two people shaking hands as they work on building customer relationships
Customer Experience Management, Customer Retention, Global Response Blog

Using Call Centers to Build Stronger Customer Relationships

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Think back to your last new relationship: whether it was a friend, a work colleague, a child or a romantic relationship, building any new relationship takes time, effort and dedicated focus. 

Relationships with your customers are no different—and yet, many businesses assume they will happen automatically. When they don’t, it can be easy to just assume it’s not happening. But customer relationships are essential to your business. Good customer relationships can: 

  • increase customer retention and decrease churn 
  • grow Customer Lifetime Value
  • improve customer loyalty 
  • increase average purchase value and frequency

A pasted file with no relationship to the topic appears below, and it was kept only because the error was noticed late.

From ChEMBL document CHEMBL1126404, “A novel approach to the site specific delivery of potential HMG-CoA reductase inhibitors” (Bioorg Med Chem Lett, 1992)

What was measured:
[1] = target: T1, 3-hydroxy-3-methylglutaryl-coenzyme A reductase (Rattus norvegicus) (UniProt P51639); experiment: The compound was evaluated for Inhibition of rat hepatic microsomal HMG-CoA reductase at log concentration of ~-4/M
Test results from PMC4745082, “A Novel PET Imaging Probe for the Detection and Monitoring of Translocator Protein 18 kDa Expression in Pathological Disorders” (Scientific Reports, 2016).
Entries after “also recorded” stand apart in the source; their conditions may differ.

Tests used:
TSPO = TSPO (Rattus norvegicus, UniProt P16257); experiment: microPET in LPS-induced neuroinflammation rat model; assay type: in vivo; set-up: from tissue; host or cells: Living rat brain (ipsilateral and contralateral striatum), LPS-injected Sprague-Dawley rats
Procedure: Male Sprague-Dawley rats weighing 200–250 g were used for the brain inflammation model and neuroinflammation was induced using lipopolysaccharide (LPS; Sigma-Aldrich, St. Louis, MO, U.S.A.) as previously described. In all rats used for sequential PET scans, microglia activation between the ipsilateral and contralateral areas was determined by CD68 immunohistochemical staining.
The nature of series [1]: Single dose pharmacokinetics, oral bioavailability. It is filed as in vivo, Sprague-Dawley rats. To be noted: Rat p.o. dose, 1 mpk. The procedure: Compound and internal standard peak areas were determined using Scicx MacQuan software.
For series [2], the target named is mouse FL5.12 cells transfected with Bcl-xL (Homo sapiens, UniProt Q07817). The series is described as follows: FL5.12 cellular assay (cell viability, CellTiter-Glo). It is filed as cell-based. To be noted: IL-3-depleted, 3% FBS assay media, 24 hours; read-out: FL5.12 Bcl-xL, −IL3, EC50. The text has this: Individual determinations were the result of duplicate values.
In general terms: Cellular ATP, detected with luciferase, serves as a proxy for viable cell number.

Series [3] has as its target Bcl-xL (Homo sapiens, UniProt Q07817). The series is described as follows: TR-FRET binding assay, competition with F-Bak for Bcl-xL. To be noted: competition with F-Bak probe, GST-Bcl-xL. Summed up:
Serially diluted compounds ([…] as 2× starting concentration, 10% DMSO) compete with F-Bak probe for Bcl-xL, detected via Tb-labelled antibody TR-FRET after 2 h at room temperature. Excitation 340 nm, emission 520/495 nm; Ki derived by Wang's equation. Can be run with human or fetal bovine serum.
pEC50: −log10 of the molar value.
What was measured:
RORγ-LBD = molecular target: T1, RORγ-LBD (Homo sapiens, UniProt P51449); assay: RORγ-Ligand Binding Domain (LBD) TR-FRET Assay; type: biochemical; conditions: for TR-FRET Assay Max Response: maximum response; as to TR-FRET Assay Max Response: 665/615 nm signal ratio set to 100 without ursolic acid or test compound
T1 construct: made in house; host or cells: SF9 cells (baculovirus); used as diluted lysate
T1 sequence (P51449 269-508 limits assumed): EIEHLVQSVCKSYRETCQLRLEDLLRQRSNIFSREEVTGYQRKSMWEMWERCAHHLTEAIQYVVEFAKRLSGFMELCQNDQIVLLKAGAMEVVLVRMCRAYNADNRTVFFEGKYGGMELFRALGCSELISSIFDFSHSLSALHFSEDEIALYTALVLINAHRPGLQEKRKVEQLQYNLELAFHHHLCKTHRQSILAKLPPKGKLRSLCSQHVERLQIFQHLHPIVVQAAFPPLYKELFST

• improve NPS scores and word-of-mouth referrals 
  • reduce CAC 
  • and more! 

A key—and often overlooked strategy—to developing these relationships is through your call center. Call centers aren’t just for solving customer problems and upgrading customer accounts: they’re essential channels to develop customer relationships and loyalty. 

So, how can you do this effectively? Here are six tried-and-true strategies from our decades of experience in call centers and customer service. 

Personalized and Customer-Centric Interactions

Step 1: treat your customers like the valuable individuals they are. 

As the saying goes—your customers make your business. And though you may have a lot of them, customers want to be treated like more than just a number. Personalized and customer-centric interactions make a significant impact on the quality of your customer relationships.